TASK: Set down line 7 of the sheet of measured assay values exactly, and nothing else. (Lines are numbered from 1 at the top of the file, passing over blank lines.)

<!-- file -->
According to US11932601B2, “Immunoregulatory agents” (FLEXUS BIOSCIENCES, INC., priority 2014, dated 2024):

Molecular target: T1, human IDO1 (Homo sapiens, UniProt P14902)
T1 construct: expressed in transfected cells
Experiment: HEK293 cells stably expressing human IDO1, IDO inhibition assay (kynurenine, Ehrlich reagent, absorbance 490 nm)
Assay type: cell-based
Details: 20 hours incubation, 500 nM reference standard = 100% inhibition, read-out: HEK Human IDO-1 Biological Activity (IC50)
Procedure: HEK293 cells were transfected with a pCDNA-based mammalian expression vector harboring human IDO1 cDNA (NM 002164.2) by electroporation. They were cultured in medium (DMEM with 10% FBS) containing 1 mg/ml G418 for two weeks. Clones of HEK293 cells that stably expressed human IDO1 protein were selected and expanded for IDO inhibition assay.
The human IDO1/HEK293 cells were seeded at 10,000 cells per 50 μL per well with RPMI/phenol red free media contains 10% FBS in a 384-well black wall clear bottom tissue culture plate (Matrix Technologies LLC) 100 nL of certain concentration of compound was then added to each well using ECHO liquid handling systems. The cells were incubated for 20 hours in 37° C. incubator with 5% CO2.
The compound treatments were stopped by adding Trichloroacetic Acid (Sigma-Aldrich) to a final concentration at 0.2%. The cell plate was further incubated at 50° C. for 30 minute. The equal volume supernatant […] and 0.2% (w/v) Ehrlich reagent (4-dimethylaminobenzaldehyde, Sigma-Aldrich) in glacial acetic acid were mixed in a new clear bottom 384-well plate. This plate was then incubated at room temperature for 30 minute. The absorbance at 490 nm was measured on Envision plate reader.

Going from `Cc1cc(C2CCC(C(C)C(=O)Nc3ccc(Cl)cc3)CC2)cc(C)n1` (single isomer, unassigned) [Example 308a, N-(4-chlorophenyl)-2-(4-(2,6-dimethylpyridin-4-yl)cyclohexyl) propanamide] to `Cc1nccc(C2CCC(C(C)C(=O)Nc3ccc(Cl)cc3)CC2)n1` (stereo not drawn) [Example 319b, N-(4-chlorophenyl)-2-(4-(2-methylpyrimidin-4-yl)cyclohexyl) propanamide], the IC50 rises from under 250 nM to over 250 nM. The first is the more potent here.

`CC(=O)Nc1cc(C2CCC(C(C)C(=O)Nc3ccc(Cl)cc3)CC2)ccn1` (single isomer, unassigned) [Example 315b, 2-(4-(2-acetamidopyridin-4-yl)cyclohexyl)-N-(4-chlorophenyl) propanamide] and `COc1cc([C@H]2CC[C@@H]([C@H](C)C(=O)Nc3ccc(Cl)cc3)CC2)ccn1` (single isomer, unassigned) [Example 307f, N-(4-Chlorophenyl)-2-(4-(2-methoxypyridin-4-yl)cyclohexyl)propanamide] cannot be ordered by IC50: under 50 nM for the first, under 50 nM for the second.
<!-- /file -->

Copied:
Procedure: HEK293 cells were transfected with a pCDNA-based mammalian expression vector harboring human IDO1 cDNA (NM 002164.2) by electroporation. They were cultured in medium (DMEM with 10% FBS) containing 1 mg/ml G418 for two weeks. Clones of HEK293 cells that stably expressed human IDO1 protein were selected and expanded for IDO inhibition assay.